|Repository:||Georgia Historical Society|
|Creator:||Brownson, Nathan, 1742-1796.|
|Title:||Nathan Brownson letter|
|Extent:||0.05 cubic feet (1 folder)|
Nathan Brownson (1742-1796) was born in Woodbury, Connecticut. He studied medicine at Yale University, where he graduated in 1761. Around 1764, Dr. Brownson moved to Georgia and purchased a plantation of 500 acres in St. John's Parish (in what is now Liberty County). There he cultivated rice. He was the first physician to practice south of the Ogeechee River. Brownson was elected to represent St. John's Parish at the Provincial Congress that met in Savannah, Georgia on July 4, 1775. He was a delegate from Georgia to the Continental Congress from 1776 to 1778. On March 28, 1781, Congress appointed him Deputy-Purveyor of the hospitals. On August 16, 1781, he was elected Governor of Georgia by the state legislature. He served as Governor of Georgia until January 8, 1782. After the Revolutionary War, he served in various public offices. He died on his plantation in Liberty County. Georgia on October 18, 1796 at the age of 55.
Nathanael Greene (1742-1786) was born in Potowomut (Warwick), Rhode Island. He worked his way up to the rank of General in the Continental Army during the Revolutionary War. At the time of this letter, Greene was marching through South Carolina. By December of 1781, he had cleared the British out of every post in that state, except for Charleston. Greene and his army besieged the British at Charleston, South Carolina until they finally evacuated on December 14, 1782. After the war, he moved to a plantation in Georgia, which had been given him by the citizens of Georgia in gratitude. He went back and forth between Georgia and Rhode Island every year for the remainder of his life. In 1785, he established himself at Mulbery Grove near Savannah. He died there and was buried in the cemetery of Christ Episcopal Church, Savannah. In 1902, his remains were removed from the cemetery and reinterred beneath the Greene monument in Johnson Square located in downtown Savannah, Georgia.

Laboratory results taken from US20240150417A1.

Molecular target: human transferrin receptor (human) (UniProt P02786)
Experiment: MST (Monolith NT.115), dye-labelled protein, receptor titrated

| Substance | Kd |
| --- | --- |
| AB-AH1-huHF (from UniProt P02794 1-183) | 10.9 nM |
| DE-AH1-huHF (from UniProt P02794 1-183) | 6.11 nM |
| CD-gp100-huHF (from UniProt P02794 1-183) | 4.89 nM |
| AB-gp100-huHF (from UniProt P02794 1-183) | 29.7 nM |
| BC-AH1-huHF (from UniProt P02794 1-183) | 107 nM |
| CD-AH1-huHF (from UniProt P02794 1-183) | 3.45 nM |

This collection contains a letter written to Nathanael Greene from Governor Nathan Brownson on December 1, 1781. It was written from Augusta, Georgia. In it, Brownson describes the perilous condition of the citizens in Augusta and asks Greene for help. He mentions the threat of Creek Indian and British attacks and Augusta's lack of supplies. He states that South Carolina will not help them and he asks Greene for help because he believes that Greene has a "propencity to relieve distress." A typescript of the letter is included. The paper mentions various enclosed items, but these items were not with the letter.
Gift of Joseph Rubinfine, 1997.
Collection is open for research.
Copyright has not been assigned to the Georgia Historical Society. All requests for permission to publish or quote from manuscripts must be submitted in writing to the Division of Library and Archives. Permission for publication is given on behalf of the Georgia Historical Society as the owner of the physical items and is not intended to include or imply permission of the copyright holder, which must also be obtained by the researcher.
This letter is excerpted in Volume 9 of The Papers of General Nathanael Greene. Showman, Richard. ed. 1976. The papers of General Nathanael Greene. Vol. 9. Chapel Hill, NC: University of North Carolina Press.